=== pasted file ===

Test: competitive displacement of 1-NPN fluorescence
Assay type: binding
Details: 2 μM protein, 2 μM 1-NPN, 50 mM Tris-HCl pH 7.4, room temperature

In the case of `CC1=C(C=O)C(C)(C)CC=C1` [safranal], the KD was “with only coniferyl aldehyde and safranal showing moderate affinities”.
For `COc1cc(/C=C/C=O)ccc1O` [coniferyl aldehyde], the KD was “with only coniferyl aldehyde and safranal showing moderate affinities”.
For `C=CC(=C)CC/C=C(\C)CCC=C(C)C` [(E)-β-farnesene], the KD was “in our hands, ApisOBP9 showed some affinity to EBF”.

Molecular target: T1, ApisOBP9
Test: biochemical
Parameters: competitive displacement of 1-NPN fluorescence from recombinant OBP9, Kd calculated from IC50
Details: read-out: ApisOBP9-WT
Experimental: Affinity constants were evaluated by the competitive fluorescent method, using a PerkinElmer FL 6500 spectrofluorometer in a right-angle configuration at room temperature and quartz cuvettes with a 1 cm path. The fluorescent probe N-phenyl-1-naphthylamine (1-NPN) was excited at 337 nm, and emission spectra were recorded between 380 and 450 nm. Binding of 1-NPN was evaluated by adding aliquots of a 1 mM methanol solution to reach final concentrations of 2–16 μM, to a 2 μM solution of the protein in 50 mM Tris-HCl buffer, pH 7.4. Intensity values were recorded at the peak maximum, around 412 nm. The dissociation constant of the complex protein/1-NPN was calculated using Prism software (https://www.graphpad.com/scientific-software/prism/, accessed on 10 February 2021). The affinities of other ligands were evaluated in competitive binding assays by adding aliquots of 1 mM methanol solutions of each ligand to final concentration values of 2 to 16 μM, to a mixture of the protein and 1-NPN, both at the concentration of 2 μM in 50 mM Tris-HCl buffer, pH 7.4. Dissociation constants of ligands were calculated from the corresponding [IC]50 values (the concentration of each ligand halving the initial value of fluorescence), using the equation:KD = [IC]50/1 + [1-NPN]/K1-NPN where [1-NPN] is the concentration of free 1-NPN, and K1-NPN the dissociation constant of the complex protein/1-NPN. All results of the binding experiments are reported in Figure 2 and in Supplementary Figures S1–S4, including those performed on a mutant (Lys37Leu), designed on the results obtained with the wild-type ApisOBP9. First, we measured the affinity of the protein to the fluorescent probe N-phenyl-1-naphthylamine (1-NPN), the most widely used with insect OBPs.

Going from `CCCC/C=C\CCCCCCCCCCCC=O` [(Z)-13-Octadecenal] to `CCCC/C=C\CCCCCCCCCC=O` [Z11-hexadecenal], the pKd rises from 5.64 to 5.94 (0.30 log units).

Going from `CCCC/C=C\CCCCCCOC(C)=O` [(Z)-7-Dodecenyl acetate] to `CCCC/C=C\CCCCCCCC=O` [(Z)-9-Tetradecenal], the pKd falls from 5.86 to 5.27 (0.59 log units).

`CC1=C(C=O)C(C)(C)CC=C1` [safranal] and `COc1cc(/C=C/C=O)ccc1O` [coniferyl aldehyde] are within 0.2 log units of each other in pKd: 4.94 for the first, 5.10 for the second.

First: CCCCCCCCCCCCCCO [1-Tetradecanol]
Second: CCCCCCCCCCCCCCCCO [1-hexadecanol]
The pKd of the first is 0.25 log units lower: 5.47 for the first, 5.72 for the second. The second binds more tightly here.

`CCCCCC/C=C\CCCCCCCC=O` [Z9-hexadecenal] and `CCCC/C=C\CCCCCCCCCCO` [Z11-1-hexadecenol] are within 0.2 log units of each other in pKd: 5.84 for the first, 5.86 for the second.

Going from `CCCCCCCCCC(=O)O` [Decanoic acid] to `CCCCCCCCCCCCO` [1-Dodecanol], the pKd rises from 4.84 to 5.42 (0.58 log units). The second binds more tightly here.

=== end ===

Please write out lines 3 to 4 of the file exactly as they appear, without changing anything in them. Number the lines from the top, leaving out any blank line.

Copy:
Details: 2 μM protein, 2 μM 1-NPN, 50 mM Tris-HCl pH 7.4, room temperature

In the case of `CC1=C(C=O)C(C)(C)CC=C1` [safranal], the KD was “with only coniferyl aldehyde and safranal showing moderate affinities”.